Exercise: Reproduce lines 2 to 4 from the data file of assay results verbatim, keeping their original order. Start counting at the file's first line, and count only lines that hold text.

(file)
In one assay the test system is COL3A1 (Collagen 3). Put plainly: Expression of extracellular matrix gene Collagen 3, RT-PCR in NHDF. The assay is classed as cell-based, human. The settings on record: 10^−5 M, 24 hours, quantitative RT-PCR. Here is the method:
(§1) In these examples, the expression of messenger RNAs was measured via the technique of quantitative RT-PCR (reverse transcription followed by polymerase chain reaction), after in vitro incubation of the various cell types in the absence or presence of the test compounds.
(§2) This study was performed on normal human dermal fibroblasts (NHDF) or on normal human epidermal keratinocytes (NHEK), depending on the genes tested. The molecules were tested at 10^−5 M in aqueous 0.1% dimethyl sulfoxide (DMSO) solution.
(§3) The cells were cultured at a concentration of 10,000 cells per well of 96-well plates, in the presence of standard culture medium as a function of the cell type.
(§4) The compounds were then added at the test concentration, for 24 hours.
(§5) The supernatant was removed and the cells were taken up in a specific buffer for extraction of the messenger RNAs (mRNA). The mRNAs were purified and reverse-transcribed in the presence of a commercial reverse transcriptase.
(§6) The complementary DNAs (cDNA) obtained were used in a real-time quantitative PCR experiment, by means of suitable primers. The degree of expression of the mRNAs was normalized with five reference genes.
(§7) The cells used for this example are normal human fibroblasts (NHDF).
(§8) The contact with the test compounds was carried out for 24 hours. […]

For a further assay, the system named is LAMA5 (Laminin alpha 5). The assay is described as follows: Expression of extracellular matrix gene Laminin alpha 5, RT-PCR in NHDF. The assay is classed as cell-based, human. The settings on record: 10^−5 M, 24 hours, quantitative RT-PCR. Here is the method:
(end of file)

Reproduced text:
(§1) In these examples, the expression of messenger RNAs was measured via the technique of quantitative RT-PCR (reverse transcription followed by polymerase chain reaction), after in vitro incubation of the various cell types in the absence or presence of the test compounds.
(§2) This study was performed on normal human dermal fibroblasts (NHDF) or on normal human epidermal keratinocytes (NHEK), depending on the genes tested. The molecules were tested at 10^−5 M in aqueous 0.1% dimethyl sulfoxide (DMSO) solution.
(§3) The cells were cultured at a concentration of 10,000 cells per well of 96-well plates, in the presence of standard culture medium as a function of the cell type.